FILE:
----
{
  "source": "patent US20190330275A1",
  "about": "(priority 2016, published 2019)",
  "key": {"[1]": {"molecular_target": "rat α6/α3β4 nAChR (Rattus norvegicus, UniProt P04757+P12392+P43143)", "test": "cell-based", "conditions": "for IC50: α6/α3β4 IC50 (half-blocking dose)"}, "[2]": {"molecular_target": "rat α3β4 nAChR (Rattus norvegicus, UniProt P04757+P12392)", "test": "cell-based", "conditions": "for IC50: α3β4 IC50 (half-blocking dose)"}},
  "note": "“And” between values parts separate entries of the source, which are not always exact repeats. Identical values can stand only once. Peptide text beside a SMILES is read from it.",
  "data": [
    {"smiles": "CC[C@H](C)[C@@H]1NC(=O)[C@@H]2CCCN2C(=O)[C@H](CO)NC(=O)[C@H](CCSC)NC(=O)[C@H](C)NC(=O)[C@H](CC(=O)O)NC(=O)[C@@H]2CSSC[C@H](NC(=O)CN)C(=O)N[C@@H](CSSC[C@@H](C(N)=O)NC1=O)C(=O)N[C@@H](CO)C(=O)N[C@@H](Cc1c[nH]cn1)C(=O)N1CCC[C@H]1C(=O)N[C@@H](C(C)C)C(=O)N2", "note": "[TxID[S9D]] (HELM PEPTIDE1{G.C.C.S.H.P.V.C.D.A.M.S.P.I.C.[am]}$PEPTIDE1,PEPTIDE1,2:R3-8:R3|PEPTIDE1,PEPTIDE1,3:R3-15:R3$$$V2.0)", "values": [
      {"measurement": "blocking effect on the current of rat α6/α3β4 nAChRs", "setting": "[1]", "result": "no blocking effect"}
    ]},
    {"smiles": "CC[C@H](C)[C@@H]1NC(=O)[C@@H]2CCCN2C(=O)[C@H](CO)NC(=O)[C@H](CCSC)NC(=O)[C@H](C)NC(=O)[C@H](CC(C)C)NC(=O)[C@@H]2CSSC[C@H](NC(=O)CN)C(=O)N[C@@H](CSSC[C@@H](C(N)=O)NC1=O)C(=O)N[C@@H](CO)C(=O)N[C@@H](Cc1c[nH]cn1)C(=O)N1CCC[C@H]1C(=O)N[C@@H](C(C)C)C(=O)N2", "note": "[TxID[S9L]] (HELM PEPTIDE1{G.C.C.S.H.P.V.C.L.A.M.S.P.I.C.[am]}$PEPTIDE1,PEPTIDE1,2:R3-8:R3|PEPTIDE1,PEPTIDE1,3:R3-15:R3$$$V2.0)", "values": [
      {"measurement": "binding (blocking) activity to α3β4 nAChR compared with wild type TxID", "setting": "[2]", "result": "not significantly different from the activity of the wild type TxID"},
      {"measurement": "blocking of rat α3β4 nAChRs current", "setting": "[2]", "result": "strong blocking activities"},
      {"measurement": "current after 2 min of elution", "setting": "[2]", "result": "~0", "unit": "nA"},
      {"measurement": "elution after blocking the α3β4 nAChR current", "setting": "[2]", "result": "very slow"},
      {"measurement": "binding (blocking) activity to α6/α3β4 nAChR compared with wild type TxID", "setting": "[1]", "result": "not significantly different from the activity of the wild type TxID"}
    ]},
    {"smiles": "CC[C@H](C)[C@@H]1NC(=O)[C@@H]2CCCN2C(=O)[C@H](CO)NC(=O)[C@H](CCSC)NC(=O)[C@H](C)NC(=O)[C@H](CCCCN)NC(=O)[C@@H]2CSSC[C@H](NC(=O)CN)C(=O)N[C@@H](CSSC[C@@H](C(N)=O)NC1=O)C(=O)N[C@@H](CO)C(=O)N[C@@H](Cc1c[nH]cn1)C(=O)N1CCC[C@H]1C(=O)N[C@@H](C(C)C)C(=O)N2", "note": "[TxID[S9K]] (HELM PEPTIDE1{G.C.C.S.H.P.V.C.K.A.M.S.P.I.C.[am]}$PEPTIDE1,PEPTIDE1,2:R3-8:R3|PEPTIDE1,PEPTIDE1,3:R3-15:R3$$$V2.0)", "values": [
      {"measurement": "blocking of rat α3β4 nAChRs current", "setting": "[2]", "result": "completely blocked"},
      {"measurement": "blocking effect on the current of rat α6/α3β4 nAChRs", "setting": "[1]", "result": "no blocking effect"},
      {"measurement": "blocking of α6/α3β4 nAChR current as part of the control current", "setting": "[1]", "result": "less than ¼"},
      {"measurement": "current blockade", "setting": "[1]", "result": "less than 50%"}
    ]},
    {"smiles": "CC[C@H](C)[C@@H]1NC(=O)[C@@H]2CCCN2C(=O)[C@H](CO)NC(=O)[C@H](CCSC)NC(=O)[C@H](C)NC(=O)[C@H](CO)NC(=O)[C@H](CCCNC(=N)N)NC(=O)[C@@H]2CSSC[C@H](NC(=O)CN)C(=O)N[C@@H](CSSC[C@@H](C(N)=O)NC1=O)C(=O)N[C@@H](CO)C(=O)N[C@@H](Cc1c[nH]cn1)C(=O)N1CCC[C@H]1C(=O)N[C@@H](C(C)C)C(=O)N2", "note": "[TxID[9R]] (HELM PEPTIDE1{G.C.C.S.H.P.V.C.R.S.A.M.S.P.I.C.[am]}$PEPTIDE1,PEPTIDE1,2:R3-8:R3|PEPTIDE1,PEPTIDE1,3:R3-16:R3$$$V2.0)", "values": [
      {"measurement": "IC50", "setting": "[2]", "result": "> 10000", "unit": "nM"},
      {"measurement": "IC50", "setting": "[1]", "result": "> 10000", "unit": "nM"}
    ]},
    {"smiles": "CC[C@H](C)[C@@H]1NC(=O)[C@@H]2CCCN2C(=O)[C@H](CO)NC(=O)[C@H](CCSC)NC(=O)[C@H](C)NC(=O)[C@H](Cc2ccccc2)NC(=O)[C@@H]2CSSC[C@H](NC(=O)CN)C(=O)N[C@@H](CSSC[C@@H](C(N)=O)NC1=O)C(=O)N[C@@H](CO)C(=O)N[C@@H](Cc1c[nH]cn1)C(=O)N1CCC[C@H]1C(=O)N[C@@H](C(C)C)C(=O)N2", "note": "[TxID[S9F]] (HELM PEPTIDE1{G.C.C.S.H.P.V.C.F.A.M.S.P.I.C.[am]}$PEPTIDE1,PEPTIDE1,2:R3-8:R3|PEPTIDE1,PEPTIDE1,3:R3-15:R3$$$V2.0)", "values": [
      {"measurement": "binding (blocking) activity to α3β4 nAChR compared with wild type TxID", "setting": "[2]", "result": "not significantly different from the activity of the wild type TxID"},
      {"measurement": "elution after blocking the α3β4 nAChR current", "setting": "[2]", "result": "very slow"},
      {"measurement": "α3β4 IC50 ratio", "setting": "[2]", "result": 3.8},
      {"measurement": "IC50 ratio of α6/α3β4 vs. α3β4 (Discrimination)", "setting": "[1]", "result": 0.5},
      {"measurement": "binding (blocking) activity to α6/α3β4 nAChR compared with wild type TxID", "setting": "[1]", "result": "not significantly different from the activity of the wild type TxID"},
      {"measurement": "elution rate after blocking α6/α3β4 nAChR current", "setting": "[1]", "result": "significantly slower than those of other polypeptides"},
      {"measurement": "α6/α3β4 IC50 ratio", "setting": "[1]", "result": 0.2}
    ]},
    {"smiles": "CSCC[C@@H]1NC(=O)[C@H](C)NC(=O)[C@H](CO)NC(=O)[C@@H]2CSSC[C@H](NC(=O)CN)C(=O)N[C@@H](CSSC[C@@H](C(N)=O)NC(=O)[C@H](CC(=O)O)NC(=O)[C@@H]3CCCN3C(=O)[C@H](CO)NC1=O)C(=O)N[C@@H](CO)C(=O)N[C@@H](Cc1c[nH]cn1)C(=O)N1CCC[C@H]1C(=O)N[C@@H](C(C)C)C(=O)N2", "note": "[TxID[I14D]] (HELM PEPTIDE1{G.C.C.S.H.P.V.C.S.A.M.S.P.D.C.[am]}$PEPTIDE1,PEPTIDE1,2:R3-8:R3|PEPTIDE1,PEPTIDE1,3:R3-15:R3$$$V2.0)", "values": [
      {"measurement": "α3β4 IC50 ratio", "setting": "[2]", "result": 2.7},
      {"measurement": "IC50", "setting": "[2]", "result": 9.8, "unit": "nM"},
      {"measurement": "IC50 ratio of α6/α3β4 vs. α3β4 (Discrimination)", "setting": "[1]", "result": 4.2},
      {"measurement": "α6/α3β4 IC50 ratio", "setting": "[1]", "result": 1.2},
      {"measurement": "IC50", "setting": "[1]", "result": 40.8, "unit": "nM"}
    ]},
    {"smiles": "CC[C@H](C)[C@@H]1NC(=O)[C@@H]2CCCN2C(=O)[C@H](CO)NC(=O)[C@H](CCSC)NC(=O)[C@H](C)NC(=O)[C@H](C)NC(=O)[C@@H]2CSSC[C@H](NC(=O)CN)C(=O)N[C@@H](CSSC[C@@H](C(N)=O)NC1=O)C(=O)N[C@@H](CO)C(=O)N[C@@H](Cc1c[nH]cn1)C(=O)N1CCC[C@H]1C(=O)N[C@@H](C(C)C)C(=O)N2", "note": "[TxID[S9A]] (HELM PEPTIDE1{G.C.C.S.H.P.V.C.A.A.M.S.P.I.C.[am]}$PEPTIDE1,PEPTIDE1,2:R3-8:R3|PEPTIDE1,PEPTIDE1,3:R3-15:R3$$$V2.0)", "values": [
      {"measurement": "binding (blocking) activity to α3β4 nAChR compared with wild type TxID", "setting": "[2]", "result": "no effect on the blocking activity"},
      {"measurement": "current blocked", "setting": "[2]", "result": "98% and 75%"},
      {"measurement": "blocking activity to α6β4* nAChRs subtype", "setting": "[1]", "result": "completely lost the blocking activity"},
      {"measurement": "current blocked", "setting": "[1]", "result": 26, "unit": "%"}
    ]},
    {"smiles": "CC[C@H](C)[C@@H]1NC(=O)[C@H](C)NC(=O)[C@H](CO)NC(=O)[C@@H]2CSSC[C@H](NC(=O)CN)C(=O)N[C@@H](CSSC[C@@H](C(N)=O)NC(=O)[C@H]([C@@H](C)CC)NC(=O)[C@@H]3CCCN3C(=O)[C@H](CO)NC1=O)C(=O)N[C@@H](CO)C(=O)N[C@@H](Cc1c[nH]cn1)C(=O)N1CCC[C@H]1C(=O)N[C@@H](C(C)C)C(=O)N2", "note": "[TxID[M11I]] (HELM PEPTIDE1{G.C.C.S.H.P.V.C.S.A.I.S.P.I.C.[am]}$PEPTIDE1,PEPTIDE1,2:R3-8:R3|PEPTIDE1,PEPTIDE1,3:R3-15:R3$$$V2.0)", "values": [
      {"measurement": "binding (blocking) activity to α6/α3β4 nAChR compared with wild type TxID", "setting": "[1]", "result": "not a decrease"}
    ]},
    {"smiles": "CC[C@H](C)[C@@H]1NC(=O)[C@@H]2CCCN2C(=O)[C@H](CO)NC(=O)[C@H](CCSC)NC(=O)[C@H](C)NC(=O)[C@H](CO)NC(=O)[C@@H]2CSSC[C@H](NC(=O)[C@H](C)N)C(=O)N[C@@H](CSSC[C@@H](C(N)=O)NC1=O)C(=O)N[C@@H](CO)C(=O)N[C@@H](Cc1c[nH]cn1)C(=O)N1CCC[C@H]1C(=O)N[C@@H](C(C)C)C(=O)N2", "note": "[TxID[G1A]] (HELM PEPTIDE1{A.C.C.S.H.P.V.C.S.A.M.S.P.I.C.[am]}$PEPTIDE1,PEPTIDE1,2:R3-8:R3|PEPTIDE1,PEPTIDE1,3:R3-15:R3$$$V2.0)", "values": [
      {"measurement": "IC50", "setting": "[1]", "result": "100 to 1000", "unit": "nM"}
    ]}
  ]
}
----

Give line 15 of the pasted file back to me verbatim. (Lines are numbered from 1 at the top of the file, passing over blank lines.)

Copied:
      {"measurement": "binding (blocking) activity to α6/α3β4 nAChR compared with wild type TxID", "setting": "[1]", "result": "not significantly different from the activity of the wild type TxID"}